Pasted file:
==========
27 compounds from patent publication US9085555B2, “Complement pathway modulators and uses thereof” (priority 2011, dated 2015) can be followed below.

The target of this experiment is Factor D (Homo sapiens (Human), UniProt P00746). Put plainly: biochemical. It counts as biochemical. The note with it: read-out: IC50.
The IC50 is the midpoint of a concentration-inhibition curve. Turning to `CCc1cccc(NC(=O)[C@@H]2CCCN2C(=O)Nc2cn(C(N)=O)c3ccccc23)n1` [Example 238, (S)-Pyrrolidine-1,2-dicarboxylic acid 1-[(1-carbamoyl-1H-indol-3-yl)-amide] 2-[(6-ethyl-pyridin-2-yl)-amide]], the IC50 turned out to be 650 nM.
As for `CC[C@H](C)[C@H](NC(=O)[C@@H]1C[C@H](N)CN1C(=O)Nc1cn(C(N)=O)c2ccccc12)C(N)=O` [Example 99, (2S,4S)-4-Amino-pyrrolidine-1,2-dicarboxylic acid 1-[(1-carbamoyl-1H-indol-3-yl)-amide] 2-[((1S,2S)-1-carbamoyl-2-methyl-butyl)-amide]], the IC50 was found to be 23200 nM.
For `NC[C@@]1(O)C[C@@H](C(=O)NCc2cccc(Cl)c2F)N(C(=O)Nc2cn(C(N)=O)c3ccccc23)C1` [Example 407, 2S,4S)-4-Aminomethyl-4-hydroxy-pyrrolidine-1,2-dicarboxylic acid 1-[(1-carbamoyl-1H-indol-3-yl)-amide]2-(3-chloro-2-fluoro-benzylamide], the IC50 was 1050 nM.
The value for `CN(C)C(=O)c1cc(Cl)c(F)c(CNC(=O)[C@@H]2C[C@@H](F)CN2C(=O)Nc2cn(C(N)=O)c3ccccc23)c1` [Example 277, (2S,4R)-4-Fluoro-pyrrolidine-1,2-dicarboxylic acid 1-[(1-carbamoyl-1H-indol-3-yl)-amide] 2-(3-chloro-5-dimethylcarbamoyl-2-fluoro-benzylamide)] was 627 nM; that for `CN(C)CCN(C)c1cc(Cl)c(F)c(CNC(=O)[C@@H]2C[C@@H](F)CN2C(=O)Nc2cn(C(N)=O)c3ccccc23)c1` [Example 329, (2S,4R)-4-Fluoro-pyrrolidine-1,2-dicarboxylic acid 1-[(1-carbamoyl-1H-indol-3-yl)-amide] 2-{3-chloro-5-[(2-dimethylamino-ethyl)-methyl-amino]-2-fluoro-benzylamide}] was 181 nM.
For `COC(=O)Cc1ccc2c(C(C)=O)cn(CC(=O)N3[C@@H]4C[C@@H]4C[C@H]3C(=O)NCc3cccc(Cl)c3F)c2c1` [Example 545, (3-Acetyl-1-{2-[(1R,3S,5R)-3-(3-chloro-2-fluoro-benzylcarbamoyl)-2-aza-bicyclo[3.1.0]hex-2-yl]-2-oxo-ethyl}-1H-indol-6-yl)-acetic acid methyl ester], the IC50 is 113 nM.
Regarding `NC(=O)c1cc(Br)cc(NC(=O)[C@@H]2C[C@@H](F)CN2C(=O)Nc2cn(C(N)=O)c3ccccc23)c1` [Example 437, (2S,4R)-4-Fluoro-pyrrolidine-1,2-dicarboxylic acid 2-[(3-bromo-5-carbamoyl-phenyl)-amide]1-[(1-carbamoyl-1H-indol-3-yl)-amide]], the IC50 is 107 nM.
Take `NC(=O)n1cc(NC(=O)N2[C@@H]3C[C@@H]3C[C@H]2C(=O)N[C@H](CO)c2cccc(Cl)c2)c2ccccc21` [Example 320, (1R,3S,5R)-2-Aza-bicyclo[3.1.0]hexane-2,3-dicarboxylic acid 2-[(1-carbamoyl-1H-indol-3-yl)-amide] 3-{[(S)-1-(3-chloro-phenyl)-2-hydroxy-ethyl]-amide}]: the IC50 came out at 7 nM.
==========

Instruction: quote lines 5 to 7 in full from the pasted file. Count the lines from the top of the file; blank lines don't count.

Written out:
For `NC[C@@]1(O)C[C@@H](C(=O)NCc2cccc(Cl)c2F)N(C(=O)Nc2cn(C(N)=O)c3ccccc23)C1` [Example 407, 2S,4S)-4-Aminomethyl-4-hydroxy-pyrrolidine-1,2-dicarboxylic acid 1-[(1-carbamoyl-1H-indol-3-yl)-amide]2-(3-chloro-2-fluoro-benzylamide], the IC50 was 1050 nM.
The value for `CN(C)C(=O)c1cc(Cl)c(F)c(CNC(=O)[C@@H]2C[C@@H](F)CN2C(=O)Nc2cn(C(N)=O)c3ccccc23)c1` [Example 277, (2S,4R)-4-Fluoro-pyrrolidine-1,2-dicarboxylic acid 1-[(1-carbamoyl-1H-indol-3-yl)-amide] 2-(3-chloro-5-dimethylcarbamoyl-2-fluoro-benzylamide)] was 627 nM; that for `CN(C)CCN(C)c1cc(Cl)c(F)c(CNC(=O)[C@@H]2C[C@@H](F)CN2C(=O)Nc2cn(C(N)=O)c3ccccc23)c1` [Example 329, (2S,4R)-4-Fluoro-pyrrolidine-1,2-dicarboxylic acid 1-[(1-carbamoyl-1H-indol-3-yl)-amide] 2-{3-chloro-5-[(2-dimethylamino-ethyl)-methyl-amino]-2-fluoro-benzylamide}] was 181 nM.
For `COC(=O)Cc1ccc2c(C(C)=O)cn(CC(=O)N3[C@@H]4C[C@@H]4C[C@H]3C(=O)NCc3cccc(Cl)c3F)c2c1` [Example 545, (3-Acetyl-1-{2-[(1R,3S,5R)-3-(3-chloro-2-fluoro-benzylcarbamoyl)-2-aza-bicyclo[3.1.0]hex-2-yl]-2-oxo-ethyl}-1H-indol-6-yl)-acetic acid methyl ester], the IC50 is 113 nM.